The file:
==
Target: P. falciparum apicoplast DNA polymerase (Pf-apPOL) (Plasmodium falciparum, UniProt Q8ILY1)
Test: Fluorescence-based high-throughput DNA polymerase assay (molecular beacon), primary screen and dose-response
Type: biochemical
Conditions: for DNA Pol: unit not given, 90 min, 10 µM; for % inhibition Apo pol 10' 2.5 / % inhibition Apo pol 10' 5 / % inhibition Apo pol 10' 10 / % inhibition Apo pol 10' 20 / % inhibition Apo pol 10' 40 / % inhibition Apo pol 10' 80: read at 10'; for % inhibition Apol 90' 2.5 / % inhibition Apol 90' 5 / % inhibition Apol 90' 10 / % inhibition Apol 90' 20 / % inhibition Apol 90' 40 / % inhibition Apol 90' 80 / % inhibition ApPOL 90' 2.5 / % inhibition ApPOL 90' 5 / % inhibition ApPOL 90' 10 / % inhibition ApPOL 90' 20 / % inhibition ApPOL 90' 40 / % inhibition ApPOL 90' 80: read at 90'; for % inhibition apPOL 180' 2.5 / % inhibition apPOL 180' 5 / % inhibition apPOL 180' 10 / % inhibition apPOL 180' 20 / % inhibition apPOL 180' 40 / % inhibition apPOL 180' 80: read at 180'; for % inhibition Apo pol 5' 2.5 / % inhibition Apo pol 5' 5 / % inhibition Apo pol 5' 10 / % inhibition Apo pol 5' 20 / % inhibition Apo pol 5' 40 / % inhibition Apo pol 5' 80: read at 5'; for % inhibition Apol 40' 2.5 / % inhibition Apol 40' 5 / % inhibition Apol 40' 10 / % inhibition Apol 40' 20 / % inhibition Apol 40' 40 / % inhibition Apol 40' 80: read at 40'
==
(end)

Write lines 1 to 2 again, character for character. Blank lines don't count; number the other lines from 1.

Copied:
Target: P. falciparum apicoplast DNA polymerase (Pf-apPOL) (Plasmodium falciparum, UniProt Q8ILY1)
Test: Fluorescence-based high-throughput DNA polymerase assay (molecular beacon), primary screen and dose-response